Since Vanessa Feltz spoke of Rolf Harris putting his hand up her dress during an interview, she has been subject to a torrent of abuse, including the idea that she is seeking attention. D H Kelly explores this common accusation towards victims of sexual assault
Since Vanessa Feltz spoke out about being molested by Rolf Harris, the presenter and columnist has faced a barrage of abuse on social media and in news comments sections. The Daily Express article states that the metropolitan police had seen footage of Feltz’s interview with Harris for The Big Breakfast and confirmed her story.
The vitriol has three major themes:
- As an outspoken overweight Jewish woman, Vanessa Feltz is too unattractive to be sexually assaulted.
- If her story were true, Feltz would have come forward at an earlier time.
- Feltz is clearly making this claim now in order to make money, gain attention and to revitalise her celebrity career.
I want to concentrate on this third suggestion, because the first is abhorrent and the second is plainly naïve. Given that Harris has been convicted of assaulting a child of seven or eight, one worries about any person who thinks he could only victimise people they would personally find attractive. Meanwhile, given that Feltz has received such abuse just days after it was proven that Harris was a habitual sexual assailant, one wonders at what point she could have come forward to a more sympathetic response. Had she spoken out at the time, the allegation would be painted as laughable against such a national treasure and she would have looked ridiculous with it.
Given the possibility that Harris may face further charges, now is as good a time as any to encourage any more victims to come forward so that justice might be served.
However, the suggestion Feltz might have made this allegation for attention or money is quite a common one. Those sceptical about the truth or the full extent of Jimmy Savile’s crimes suggested that the hundreds of victims who came forward are wishing to climb on the bandwagon, to get attention and gain compensation.
Identifying yourself as a victim of sexual assault, or any intimate violence, has never improved anybody’s reputation. First, there are questions about whether you are telling the truth and if so, whether what happened can’t be mitigated in some way: Did you encourage it? Were you drunk? Did you fight back? Then there are questions about your motives for talking about it and how are you talking about it – do you seem traumatised without being hysterical? Why now? Then there are credibility questions around your own reputation versus that of your alleged assailant. After all, if he seems a decent chap and you’re not all that special to look at, then any amount of forensic evidence may be thrown into doubt.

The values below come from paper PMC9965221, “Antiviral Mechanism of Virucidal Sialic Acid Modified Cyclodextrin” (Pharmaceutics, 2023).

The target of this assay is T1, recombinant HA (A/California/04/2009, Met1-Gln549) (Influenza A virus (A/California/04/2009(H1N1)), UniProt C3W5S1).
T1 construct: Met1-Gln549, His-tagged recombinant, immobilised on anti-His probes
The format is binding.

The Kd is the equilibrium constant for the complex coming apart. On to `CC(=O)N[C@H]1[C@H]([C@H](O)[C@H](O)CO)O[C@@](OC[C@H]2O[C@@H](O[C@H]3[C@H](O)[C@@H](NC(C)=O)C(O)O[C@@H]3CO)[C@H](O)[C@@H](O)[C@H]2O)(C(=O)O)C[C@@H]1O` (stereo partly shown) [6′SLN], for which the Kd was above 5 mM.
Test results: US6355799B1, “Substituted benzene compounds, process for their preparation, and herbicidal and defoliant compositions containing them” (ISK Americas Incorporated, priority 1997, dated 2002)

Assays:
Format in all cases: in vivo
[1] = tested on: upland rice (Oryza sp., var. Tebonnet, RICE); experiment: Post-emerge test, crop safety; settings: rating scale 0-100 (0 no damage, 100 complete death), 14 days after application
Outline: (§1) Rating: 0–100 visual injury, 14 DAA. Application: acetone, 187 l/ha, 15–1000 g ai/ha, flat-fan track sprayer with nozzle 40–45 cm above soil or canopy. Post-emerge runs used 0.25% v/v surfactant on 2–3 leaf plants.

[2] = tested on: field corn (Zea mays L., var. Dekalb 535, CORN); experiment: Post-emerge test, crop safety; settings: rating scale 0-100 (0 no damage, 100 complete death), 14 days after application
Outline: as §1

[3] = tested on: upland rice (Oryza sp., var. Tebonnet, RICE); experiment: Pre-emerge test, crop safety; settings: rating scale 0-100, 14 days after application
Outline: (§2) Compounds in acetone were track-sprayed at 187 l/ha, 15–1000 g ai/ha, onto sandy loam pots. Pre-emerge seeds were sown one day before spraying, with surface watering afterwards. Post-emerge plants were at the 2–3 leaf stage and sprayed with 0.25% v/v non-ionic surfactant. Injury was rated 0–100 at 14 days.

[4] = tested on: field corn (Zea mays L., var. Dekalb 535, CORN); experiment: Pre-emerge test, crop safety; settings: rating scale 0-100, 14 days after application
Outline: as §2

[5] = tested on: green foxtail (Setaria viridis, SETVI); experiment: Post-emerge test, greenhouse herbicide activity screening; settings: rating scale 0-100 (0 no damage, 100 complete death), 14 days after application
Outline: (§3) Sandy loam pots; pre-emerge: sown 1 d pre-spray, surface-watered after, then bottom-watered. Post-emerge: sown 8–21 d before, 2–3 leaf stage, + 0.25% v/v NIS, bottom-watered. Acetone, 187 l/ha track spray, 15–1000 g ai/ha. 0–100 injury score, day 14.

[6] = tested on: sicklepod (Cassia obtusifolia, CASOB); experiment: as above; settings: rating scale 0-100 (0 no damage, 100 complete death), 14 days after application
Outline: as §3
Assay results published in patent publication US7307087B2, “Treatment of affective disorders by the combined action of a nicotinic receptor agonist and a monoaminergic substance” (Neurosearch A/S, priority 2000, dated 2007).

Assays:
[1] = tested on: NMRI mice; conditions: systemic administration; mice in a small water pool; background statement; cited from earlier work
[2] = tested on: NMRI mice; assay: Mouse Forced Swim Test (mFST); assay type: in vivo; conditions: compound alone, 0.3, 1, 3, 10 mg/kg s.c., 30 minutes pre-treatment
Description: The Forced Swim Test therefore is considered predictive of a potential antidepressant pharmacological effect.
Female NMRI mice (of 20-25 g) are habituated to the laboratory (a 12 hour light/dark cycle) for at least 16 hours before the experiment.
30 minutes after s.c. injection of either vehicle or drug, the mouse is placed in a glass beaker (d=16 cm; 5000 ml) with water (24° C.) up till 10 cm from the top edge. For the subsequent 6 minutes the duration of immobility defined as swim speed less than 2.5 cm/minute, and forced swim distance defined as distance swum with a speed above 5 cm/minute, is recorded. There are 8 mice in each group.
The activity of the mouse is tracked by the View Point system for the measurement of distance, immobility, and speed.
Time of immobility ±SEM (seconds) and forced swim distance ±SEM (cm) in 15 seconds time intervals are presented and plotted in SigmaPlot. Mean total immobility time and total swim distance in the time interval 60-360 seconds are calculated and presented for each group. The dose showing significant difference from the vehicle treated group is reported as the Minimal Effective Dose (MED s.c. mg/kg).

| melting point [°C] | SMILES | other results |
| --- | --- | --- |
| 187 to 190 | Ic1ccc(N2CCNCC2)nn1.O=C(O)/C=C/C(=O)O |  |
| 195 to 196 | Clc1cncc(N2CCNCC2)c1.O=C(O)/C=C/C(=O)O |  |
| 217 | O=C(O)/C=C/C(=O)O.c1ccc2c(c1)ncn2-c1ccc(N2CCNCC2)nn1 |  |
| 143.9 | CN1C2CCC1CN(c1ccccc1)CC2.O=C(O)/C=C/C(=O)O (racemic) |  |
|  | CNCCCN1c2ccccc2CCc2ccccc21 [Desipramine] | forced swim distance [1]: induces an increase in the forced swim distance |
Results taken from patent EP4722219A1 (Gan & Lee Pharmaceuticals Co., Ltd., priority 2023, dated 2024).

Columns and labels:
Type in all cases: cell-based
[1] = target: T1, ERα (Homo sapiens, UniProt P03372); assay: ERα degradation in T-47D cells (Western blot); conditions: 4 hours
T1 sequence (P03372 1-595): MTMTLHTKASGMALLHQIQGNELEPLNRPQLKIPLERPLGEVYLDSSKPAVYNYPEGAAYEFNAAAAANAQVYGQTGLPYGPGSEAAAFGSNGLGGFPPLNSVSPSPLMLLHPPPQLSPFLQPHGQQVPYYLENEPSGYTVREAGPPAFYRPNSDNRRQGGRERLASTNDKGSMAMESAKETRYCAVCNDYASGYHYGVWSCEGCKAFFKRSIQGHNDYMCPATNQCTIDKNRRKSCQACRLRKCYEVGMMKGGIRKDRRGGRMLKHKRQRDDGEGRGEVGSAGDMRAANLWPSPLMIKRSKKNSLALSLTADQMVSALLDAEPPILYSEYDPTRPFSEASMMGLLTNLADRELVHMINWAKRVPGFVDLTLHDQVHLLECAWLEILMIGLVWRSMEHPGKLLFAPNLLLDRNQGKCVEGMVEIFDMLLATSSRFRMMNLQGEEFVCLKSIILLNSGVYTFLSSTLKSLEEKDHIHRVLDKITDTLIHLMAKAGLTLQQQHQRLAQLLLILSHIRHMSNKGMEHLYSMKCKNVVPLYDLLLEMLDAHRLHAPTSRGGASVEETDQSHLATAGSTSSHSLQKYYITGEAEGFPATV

Then finally, if you are lucky enough to be believed, you may not necessarily be treated as you might like. You may be seen as damaged, or at the very least more vulnerable, as having baggage. Others, especially lovers, may feel that you have to be treated with an extra special care that gets in the way of having normal, relaxed relationships. Many people who don’t report sexual assault express the desire to simply get on with their normal lives and try to forget about it. Even in the best circumstances, speaking out can mean disrupting normal life.
There are undoubtedly reasons why a person might make false allegations of sexual assault – TV writers seem to revel in such plots. But there is no pot of attention and sympathy at the end of this dark rainbow. There’s no money in false allegations – criminal compensation is a complex business but, if awarded at all, it certainly doesn’t arrive before a successful prosecution at the end of a long and arduous trial.
There’s no shortage of celebrity women (and a handful of men) who have been brave enough to talk openly about their experiences of sexual assault and rape, and there’s no example of anyone who has had their career furthered by it. There are times when it has caused little harm, particularly when it is seen to provide context to someone’s life work (such as with Maya Angelou or Oprah Winfrey). But there are also examples of famous women who have been harmed by speaking out – both Ulrika Johnson and Katie Price were savagely criticised by talking about their experiences of rape but refusing to name their assailants.
I have painted an extremely negative picture of the consequences of speaking out about sexual abuse, but these things are the potential costs – the reasons why nobody does this lightly. There are very good reasons for talking about our experiences. These abuses, whether serious or slight, can stay with us for a long time, and it can be a huge relief to share our experiences – simply putting them into words can be tremendously useful, regardless of the response. Then there’s the knowledge that other, often more vulnerable people have gone through similar and we may want to help them, to relieve some of their isolation. Finally, there’s the possibility of justice – not just for one’s own sake, but for other people who have suffered and could suffer in the future.
Nobody has an obligation to speak out, but when someone is strong enough and feels that their experience might, in some way, be helpful to others, then they should be applauded, not laughed at or dismissed as not fitting our idea of a perfect victim.
Feltz responded to the backlash against her, speaking to BBC News:
“You think if people react like that, you can see why people don’t come forward,” she said. “I’m 52 and I can handle myself so imagine if I was a seven-year-old child, or 12 or 17.”
[Image is a photograph of Vanessa Feltz with her partner Ben Ofoedu; a smiling couple consisting of a blonde white woman and a taller black man. Photo by Paul Bednall, shared on Flickr under a Creative Commons License.]